After 24 years with a national telecommunication corporation, I retired with a mental illness disability. I was fortunate to retire with the number of years of service I had and my level of management status. I, unlike many, was blessed to be afforded the perk of retirement with a disability with medical benefits. Not long after I retired, this became a thing of the past.
Mental illness and substance abuse annually cost employers an estimated $80 to $100 billion in indirect costs alone.1  Finch, R. A. & Phillips, K. (2005). An employer’s guide to behavioral health services. Washington, DC: National Business Group on Health/Center for Prevention and Health Services. Available from: www.businessgrouphealth.org/publications/index.cfm
With the rising cost to business America, any retired manager with a mental illness or substance abuse was “sold” to a third-party insurance company.
One major thing this change made for me, was the availability of psychiatrists, therapists, and mental health specialists who are willing to work with these third-party insurance companies.
After four years with my psychiatric medication specialist, she retired. I began the process of, what I call “doctor dating” to find a new provider. After a series of five appointments, I thought I had found the one. Excellent references, central location, and a woman which I prefer.
I arrive 45 minutes early per their request, and a clipboard with thirty plus pages to fill out. I am thinking “Wow, they are thorough.” Also, I had five Release of Information forms they wanted me to fill out, which I refused, they aren’t happy. I always wait till after the appointment to release anything, and I know this is a “love match.
The consultation room is sparse. There are several bookshelves on one wall, with a few books. Another wall had two chairs with a table between with a box of kleenex on it. One wall with windows.
And then a face pops up on a large screen against a wall I hadn’t noticed and said “Hi! Welcome. I’m (insert name) your new provider.
It turns out my new provider lives in Maine and works out of her home. I am experiencing the new trend, appointments via Skype.
As I sit there somewhat in shock. One, she is looking down at her screen, and I am looking up at the screen, which gives the appearance the whole 45-minute appointment she was talking to my breasts with no eye contact.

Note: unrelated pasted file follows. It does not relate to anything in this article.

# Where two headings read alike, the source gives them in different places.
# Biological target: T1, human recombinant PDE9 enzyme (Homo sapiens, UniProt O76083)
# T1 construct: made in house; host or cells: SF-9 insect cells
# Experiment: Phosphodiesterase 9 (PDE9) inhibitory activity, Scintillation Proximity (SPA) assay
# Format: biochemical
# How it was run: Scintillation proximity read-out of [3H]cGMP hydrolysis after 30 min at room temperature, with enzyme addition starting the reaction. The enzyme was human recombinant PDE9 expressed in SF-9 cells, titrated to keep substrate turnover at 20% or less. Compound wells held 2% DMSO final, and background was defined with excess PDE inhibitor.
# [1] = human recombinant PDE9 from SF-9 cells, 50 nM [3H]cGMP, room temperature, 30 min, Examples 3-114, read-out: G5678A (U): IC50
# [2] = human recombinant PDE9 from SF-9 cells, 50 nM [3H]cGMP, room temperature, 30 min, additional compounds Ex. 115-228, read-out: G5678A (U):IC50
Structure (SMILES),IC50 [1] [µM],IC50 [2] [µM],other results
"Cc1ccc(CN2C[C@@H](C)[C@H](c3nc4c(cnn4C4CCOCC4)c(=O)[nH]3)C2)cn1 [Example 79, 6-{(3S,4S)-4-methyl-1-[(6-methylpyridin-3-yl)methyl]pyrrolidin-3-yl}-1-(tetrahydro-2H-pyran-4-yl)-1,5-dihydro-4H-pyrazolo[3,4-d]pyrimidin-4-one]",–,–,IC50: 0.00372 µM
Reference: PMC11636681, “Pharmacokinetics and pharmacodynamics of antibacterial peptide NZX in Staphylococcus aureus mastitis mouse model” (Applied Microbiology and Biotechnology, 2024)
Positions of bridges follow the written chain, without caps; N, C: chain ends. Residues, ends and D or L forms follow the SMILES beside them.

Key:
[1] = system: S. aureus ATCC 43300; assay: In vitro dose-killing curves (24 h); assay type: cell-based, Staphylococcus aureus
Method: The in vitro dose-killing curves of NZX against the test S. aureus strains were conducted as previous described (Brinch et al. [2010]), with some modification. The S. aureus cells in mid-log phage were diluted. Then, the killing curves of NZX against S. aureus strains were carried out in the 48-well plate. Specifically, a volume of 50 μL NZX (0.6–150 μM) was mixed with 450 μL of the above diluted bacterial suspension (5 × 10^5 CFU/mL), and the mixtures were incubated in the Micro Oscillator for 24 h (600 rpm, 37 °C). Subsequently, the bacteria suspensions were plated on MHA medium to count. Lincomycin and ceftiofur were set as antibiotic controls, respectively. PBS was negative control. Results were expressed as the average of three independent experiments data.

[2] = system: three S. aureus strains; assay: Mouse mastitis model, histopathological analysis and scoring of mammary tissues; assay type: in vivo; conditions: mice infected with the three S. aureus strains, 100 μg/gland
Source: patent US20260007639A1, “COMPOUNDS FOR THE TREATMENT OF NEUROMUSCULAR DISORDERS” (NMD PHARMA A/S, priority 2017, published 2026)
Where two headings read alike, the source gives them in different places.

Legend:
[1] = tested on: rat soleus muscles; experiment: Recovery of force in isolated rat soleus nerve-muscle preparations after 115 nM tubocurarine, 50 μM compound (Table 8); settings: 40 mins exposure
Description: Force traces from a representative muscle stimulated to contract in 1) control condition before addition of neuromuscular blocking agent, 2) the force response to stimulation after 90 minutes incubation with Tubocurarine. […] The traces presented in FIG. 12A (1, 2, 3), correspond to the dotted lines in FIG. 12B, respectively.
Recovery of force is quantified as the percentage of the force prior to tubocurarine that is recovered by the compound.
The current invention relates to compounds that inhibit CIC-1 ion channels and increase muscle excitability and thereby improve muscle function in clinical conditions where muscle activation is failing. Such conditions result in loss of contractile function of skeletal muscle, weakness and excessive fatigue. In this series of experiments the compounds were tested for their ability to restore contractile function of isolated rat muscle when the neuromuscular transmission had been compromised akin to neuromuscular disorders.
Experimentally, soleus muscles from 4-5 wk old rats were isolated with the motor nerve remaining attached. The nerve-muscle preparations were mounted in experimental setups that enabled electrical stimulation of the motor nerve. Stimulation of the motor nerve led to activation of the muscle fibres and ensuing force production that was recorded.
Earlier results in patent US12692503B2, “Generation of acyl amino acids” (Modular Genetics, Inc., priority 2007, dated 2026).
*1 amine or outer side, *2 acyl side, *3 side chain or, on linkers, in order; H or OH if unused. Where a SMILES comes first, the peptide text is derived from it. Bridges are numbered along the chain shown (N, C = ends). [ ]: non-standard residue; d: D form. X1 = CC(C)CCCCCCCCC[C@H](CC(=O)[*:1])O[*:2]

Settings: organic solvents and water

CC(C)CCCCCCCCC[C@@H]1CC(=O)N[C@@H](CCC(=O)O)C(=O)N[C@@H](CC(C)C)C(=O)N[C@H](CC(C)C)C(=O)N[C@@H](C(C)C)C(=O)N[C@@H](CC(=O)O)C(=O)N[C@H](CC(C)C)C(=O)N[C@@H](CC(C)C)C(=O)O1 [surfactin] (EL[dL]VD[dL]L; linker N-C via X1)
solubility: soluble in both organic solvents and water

Add to that, at some point I heard a dog barking, and she looked to her left shaking her head. I am wondering “Does her child want a sandwich? Is her husband standing there? Her dog, Rover?
On the positive side, I like her. She was knowledgeable about my medications. I like that she was familiar with current studies as I am always seeking new treatments and reading about new developments in the world of depression. We “fit” nicely.
I walked out feeling like I was George Jetson’s wife, Jane. I should be hopping into my spaceship to zoom home. It felt space age and somehow lacking that human element that is so needed, particularly with matters of human nature.
I wished I had the Jetson’s robot maid Rosie waiting for me at home with a glass of Go Go Red wine, a hot bath, and my flannel pajamas ready.
Today I am thankful
- I am blessed.
- A new book. Love it when I find a good trilogy to read.
- I am missing my babies. I am so thankful for all of their pictures I have.
- It’s fall, and I have started to go pumpkin flavored everything crazy.
It is scary to be pushed into the age of new technology especially when it comes to something as personal as your emotional well-being. Skyping is the new way of mental health care, and my care provider said I was her number one concern.
Let’s just say I didn’t sign the Release of Information forms on the way out the door and I believe that like I believe Kenny Chesney is going to call me and tell me to “Come over with tequila.”
affectionately yours, Laura